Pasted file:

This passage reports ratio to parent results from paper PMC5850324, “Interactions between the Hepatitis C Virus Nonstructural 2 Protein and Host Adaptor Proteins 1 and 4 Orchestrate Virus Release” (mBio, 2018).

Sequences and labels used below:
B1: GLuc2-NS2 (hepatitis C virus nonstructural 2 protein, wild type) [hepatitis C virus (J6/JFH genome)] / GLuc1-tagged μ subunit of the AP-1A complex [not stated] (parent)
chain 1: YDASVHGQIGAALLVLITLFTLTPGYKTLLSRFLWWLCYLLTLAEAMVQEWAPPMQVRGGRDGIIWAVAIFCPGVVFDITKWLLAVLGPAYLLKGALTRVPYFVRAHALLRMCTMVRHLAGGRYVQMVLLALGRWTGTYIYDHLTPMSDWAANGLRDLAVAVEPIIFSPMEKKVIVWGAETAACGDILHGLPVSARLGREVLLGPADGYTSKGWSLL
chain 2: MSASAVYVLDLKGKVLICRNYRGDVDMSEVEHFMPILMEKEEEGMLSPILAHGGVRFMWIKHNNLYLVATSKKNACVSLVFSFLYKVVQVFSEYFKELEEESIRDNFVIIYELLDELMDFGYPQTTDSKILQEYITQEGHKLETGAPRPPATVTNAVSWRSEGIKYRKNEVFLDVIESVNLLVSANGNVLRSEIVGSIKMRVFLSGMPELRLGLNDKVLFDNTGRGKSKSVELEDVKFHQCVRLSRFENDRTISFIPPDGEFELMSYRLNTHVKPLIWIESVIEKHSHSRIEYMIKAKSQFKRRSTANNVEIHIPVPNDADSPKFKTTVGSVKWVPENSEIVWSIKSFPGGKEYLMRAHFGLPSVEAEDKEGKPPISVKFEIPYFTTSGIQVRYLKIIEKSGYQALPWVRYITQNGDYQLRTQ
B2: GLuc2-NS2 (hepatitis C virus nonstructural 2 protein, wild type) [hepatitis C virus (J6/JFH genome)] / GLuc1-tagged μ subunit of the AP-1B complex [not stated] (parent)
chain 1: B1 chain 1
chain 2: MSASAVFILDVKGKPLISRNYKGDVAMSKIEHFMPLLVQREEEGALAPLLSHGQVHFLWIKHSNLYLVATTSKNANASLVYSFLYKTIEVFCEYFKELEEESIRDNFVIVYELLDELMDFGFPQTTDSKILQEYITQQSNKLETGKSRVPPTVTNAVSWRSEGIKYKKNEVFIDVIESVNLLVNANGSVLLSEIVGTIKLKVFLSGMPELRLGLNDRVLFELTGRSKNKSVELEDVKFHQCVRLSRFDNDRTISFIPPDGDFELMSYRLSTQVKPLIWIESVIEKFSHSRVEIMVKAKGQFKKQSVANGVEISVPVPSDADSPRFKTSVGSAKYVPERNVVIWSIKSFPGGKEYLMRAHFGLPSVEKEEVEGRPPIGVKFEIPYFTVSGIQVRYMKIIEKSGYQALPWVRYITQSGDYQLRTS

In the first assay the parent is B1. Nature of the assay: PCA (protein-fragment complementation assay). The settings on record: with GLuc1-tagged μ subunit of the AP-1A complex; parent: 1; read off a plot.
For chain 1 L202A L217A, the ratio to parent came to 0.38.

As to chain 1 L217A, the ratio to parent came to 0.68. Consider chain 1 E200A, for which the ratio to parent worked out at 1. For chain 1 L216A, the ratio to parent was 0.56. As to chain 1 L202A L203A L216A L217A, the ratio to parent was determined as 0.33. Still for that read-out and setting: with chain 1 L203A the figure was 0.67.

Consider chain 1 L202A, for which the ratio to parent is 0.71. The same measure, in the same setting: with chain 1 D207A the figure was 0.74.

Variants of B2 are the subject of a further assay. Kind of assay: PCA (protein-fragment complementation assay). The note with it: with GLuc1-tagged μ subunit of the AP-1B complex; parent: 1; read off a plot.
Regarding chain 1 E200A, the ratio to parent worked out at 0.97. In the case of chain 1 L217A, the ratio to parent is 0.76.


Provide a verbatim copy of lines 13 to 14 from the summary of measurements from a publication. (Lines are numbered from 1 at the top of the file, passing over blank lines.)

Variants of B2 are the subject of a further assay. Kind of assay: PCA (protein-fragment complementation assay). The note with it: with GLuc1-tagged μ subunit of the AP-1B complex; parent: 1; read off a plot.
Regarding chain 1 E200A, the ratio to parent worked out at 0.97. In the case of chain 1 L217A, the ratio to parent is 0.76.